In the course of the last few months, in particular as the COVID-19 pandemic became the only topic discussed during a conversation, the notion of things “returning to normal” has slowly been dismissed. Many proclaim that we are going to be transitioning into a “new normal,” but I can’t help but ask: What does that mean?
Some of us have used our available time to do some more thinking (moi, aussi), and perhaps even put into questions thought processes from the past. What is “normal”? Is it the life you are living in Buenos Aires, or is it mine in Singapore? What is normal to you may not be normal to me, and there is nothing wrong with that.
So try this: What if I told you to stop talking about what the “new normal” would be, and just reset? Reset everything.
“If you always do what you always did, you always get what you always got,” said Henry Ford.
The first time I saw this was on a Sheraton “on brand” morning briefing card (Starwood was great at many things: building a strong brand ethos was one of them). The point we were trying to get across was simple: Is there an opportunity for us to do things differently to achieve a better result?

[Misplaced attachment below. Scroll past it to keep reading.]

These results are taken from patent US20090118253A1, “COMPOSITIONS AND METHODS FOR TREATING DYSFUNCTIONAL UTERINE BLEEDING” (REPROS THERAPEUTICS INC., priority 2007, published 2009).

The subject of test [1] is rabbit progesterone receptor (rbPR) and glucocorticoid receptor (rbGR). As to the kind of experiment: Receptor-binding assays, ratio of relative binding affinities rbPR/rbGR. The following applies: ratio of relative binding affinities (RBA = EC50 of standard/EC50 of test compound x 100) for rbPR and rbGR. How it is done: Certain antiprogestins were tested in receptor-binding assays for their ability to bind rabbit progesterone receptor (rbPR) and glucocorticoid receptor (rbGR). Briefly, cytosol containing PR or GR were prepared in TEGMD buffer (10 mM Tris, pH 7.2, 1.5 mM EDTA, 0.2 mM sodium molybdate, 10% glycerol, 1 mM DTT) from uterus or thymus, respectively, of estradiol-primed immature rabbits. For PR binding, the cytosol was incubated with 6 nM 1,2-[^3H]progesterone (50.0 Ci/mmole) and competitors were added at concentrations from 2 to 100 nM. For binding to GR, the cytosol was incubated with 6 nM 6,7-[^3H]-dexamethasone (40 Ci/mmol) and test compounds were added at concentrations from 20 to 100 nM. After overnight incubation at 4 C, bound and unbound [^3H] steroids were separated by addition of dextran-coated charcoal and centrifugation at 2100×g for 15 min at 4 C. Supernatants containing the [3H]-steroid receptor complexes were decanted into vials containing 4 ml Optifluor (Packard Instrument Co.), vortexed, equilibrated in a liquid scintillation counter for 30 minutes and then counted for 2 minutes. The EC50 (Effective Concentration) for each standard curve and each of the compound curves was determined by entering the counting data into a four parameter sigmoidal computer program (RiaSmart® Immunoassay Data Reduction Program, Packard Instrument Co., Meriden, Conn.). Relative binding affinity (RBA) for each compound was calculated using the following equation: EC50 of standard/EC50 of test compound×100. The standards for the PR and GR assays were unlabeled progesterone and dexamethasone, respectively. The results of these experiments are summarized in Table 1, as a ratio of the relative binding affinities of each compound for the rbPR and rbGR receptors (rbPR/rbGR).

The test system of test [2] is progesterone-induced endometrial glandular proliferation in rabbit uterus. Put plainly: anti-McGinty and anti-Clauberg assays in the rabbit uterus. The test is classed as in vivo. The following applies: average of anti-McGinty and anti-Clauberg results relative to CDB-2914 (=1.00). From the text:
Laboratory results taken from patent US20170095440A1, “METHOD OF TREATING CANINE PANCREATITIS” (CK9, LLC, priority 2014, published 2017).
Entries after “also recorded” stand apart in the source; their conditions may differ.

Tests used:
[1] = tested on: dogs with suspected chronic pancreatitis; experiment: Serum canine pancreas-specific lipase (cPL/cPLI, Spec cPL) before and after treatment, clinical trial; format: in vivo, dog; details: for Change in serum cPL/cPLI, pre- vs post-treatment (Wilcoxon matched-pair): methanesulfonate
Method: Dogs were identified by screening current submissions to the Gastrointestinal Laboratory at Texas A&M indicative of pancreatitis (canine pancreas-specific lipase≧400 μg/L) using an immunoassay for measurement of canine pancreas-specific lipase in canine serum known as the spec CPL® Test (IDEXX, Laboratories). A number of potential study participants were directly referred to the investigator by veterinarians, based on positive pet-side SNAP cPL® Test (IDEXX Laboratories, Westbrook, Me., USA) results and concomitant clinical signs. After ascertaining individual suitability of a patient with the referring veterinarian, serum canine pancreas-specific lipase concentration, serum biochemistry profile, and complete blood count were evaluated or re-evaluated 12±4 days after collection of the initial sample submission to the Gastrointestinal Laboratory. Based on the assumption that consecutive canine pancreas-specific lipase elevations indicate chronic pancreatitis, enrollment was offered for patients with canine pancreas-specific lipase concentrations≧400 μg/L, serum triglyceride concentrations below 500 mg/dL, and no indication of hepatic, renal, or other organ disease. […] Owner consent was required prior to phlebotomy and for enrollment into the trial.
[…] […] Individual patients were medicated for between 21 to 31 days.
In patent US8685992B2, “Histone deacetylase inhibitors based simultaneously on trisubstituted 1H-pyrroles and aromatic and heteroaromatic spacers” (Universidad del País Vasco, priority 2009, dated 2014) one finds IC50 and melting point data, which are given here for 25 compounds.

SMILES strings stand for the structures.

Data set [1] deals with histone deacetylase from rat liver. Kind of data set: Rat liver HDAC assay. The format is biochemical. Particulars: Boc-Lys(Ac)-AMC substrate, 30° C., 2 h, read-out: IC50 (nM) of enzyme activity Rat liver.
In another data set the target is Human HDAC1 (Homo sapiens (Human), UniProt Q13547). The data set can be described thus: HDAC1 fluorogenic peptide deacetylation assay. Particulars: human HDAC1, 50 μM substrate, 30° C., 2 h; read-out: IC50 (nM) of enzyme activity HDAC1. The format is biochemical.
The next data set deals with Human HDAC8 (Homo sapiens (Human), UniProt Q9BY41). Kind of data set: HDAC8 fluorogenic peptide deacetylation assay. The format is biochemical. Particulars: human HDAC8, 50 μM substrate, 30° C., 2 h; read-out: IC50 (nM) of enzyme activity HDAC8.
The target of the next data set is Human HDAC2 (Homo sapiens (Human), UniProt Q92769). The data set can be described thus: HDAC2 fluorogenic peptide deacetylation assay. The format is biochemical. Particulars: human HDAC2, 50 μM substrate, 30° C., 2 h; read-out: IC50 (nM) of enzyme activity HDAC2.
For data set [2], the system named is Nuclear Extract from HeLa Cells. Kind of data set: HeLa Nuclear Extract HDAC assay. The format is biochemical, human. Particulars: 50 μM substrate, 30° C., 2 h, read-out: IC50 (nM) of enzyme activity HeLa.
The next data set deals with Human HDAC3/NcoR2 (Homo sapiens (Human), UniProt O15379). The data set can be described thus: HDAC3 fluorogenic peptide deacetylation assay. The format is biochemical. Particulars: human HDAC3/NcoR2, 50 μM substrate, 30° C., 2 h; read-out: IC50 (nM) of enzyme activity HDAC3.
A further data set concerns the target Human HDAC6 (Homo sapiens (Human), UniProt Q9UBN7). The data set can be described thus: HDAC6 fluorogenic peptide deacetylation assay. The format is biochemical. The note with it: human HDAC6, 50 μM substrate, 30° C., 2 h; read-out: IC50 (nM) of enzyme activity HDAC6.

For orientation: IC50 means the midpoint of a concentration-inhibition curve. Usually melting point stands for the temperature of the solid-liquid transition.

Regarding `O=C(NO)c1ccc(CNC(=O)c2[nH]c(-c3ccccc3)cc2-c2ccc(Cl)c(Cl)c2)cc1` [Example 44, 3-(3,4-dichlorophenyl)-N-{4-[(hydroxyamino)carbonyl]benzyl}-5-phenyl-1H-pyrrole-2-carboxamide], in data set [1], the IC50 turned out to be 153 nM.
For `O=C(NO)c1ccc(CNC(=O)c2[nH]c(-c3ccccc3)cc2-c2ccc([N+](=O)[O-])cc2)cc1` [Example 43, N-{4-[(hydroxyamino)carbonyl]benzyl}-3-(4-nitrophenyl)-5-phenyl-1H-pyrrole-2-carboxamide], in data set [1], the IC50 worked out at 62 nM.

Personally, I really enjoy changing things up no matter where I go. Rarely do I accept the status quo. I know that there are many variables that influence us and a decision, and I have no interest in becoming stale. I also know that it can be difficult to shift out of the comfort zone when you have the familiar in place, which transitions me to my next point:
In Mandarin Chinese, the word “crisis” (危机) contains a character that can be interpreted as “opportunity.” And we have not been presented with a better opportunity than now to take a step back and look at our business from the outside.
If, for example, you oversaw the sales team at a hotel, consider this:
– Are you segmenting your business correctly?
– Is the focus in the correct business segments?
– Do you have team members that are better suited for a different role or regional responsibility?
– Have you been doing enough to show how much you value your top clients?
I could go on, but you get the point: Use this as an opportunity to reconsider your processes and change things. If you come out of this smarter, more energized and, in the long run, more productive, you’ve won.
Some of us can be consumed by the details, so try to take a few steps back before diving in. This would also be a great opportunity for you to get other people on your team to chime in with ideas. You might even have them submit this anonymously (I know “mentimeter” is sometimes used in presentations, but there are other alternatives available, too).
Talking about the things that don’t work, about the bad shape of the economy and the tourism industry in general – it’s tiring. Let’s be optimistic and focus on how we can be positive.